Time-Structure of the Yeast Metabolism In vivo

Conference paper
Part of the Advances in Experimental Medicine and Biology book series (AEMB, volume 736)

Abstract

All previous studies on the yeast metabolome have yielded a plethora of information on the components, function and organisation of low molecular mass and macromolecular components involved in the cellular metabolic network. Here we emphasise that an understanding of the global dynamics of the metabolome in vivo requires elucidation of the temporal dynamics of metabolic processes on many time-scales. We illustrate this using the 40 min oscillation in respiratory activity displayed in auto-synchronous continuously grown cultures of Saccharomyces cerevisiae, where respiration cycles between a phase of increased respiration (oxidative phase) and decreased respiration (reductive phase). Thereby an ultradian clock, i.e. a timekeeping device that runs through many cycles during one day, is involved in the co-ordination of the vast majority of events and processes in yeast. Through continuous online measurements, we first show that mitochondrial and redox physiology are intertwined to produce the temporal landscape on which cellular events occur. Next we look at the higher order processes of DNA duplication and mitochondrial structure to reveal that both events are choreographed during the respiratory cycles. Furthermore, spectral analysis using the discrete Fourier transformation of high-resolution (10 Hz) time-series of NAD(P)H confirms the existence of higher frequency components of biological origin and that these follow a scale-free architecture even in stable oscillating modes. A different signal-processing approach using discrete wavelet transformations (DWT) indicates that there is a significant contribution to the overall signal from ∼ 5, ∼ 10 and ∼ 20-minutes cycles and the amplitudes of these cycles are phase-dependent. Further investigation (derivative of Gaussian continuous wavelet transformation) reveals that the observed 20-minutes cycles are actually confined to the reductive phase and consist of two ∼ 15-minutes cycles. Moreover, the 5 and 10-minutes cycles are restricted to the oxidative phase of the cycle. The mitochondrial origin of these signals was confirmed by pulse-injection of the cytochrome c oxidase inhibitor H2S. We next discuss how these multi-oscillatory states can impinge on the apparently complex reactome (represented as a phase diagram of 1,650 chemical species that show oscillatory behaviour). We conclude that biological processes can be considerably more comprehensible when dynamic in vivo time-structure is taken into account.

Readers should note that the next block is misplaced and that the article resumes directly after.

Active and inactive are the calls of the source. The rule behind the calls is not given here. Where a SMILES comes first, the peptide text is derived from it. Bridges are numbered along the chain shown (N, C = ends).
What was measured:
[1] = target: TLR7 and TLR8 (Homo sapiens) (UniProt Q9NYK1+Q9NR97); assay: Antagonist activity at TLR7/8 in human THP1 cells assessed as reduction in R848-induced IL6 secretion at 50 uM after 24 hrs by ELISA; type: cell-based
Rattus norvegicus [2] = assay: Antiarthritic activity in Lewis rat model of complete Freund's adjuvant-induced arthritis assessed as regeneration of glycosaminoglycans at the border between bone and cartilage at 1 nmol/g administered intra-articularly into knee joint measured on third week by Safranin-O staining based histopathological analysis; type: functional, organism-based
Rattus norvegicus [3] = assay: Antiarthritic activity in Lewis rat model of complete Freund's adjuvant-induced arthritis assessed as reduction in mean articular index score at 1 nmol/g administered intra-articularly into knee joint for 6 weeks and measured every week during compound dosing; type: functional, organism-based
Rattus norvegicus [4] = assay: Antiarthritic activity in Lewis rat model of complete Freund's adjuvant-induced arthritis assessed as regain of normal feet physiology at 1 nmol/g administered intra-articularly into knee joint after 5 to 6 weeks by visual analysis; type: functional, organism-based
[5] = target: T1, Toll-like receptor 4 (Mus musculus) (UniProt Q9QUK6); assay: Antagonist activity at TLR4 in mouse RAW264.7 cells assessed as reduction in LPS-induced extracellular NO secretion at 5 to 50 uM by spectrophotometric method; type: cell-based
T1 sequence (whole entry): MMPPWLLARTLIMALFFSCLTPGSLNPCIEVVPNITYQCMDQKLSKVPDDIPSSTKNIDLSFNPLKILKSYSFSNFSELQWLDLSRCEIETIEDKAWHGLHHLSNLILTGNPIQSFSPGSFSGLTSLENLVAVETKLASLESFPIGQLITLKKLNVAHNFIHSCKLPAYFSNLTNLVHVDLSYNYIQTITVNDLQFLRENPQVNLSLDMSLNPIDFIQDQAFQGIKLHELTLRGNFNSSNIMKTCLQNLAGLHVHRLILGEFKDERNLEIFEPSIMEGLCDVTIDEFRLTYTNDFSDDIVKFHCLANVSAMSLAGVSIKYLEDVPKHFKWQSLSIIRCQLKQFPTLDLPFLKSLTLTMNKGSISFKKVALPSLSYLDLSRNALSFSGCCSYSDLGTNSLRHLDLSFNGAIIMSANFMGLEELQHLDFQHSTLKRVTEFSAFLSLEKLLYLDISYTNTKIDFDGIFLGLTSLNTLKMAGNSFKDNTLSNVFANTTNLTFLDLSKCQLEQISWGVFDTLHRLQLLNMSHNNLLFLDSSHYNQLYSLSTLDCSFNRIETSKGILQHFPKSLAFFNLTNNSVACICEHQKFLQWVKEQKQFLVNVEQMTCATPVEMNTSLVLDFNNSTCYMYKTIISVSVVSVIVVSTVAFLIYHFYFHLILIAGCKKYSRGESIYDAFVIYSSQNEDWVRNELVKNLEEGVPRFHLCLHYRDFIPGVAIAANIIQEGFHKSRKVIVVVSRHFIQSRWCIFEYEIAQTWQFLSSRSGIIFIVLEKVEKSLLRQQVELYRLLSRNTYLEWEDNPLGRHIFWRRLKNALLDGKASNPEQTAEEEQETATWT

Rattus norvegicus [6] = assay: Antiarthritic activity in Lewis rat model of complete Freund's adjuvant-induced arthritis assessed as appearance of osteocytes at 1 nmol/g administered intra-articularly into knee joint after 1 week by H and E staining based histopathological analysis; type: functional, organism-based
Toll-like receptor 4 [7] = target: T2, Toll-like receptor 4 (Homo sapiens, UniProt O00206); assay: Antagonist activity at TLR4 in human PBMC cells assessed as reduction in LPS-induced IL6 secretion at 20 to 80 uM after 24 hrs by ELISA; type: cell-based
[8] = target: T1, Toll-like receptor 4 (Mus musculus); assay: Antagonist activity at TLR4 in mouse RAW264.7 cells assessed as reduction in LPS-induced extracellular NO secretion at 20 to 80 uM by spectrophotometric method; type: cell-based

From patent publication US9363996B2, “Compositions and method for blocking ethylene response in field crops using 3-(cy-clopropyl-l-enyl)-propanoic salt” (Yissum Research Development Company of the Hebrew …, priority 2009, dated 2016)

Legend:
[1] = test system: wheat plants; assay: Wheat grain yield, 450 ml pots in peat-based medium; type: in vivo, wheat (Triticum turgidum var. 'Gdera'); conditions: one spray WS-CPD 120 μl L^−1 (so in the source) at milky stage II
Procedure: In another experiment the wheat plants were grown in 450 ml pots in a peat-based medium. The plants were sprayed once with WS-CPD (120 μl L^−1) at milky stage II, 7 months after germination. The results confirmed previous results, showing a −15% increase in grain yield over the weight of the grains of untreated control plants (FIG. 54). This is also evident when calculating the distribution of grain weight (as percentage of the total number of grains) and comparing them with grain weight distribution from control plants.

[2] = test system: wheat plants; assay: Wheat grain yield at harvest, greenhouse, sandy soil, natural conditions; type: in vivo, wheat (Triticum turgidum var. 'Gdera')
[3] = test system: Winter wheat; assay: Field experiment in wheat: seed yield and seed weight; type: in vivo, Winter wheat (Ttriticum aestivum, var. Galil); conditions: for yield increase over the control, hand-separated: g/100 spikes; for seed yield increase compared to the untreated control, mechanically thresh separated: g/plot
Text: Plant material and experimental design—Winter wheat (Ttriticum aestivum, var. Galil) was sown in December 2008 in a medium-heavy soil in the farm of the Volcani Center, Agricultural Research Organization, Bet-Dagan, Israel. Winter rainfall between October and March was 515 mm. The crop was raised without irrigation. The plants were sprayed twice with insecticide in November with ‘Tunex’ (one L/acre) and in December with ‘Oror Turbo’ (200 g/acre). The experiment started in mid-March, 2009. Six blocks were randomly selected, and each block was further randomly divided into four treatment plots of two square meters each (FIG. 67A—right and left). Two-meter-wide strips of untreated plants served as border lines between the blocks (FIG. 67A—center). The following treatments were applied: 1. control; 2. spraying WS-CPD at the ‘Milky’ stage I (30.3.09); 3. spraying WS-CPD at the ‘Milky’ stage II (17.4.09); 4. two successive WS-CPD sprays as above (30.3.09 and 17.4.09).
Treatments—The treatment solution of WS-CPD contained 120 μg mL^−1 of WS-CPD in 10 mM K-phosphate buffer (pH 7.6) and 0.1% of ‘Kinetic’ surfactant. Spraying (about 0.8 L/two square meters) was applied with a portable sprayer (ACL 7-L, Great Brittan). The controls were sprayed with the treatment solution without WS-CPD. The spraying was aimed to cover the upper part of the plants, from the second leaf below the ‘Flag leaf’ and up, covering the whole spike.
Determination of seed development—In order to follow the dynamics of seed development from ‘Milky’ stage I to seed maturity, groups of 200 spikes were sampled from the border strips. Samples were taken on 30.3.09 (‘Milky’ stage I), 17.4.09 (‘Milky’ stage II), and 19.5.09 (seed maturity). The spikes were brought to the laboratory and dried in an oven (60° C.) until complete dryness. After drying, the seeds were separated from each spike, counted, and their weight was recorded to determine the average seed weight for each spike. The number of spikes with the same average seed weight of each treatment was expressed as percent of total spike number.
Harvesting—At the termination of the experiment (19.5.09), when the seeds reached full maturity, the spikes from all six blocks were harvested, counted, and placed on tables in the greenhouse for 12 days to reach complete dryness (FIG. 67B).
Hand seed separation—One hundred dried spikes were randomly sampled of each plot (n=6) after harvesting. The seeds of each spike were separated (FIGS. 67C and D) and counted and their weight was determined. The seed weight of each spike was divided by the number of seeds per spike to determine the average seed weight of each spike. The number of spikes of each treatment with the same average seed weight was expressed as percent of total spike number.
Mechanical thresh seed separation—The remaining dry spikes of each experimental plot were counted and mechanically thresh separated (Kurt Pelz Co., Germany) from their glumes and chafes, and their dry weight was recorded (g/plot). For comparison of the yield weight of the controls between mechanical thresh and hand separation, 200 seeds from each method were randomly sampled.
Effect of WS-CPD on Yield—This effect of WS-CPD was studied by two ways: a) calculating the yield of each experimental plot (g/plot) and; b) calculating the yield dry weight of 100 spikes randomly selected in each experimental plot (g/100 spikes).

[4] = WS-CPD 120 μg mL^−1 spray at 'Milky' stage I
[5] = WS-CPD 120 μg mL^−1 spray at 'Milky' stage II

Keywords

Cadmium Glutathione Cysteine Respiration Coherence 

Notes

Acknowledgements

We thank Rainer Machné for helpful discussions. DL and DBM are grateful to the Royal Society and the Japan Society for the Promotion of Science for supporting this work. KS, DBM and MT are supported in part by funds from Yamagata Prefectural Government and Tsuruoka-city. MT and DBM are also supported by a Japan partnering award (Japan Science and Technology agency and the Biotechnology and Biological Sciences Research Council, UK).

References

  1. 1.
    Aon MA et al (2008) The scale free network organization of yeast and heart systems biology. PLoS One 3:e3624PubMedCrossRefGoogle Scholar
  2. 2.
    Aon MA, Cortassa S, Lemar KM, Hayes AJ, Lloyd D (2007) Single and cell population respiratory oscillations in yeast: a 2-photon scanning laser microscopy study. FEBS Lett 581: 8–14PubMedCrossRefGoogle Scholar
  3. 3.
    Murray DB, Beckmann M, Kitano H (2007) Regulation of yeast oscillatory dynamics. Proc Natl Acad Sci USA 104:2241–2246PubMedCrossRefGoogle Scholar
  4. 4.
    Murray DB, Lloyd D (2007) A tuneable attractor underlies yeast respiratory dynamics. Bio Systems 90:287–294PubMedCrossRefGoogle Scholar
  5. 5.
    Jacquet M, Renault G, Lallet S, De Mey J, Goldbeter A (2003) Oscillatory nucleocytoplasmic shuttling of the general stress response transcriptional activators Msn2 and Msn4 in Saccharomyces cerevisiae. J Cell Biol 161:497–505PubMedCrossRefGoogle Scholar
  6. 6.
    Shedden K, Cooper S (2002) Analysis of cell-cycle gene expression in Saccharomyces cerevisiae using microarrays and multiple synchronization methods. Nucleic Acids Res 30:2920–2929PubMedCrossRefGoogle Scholar
  7. 7.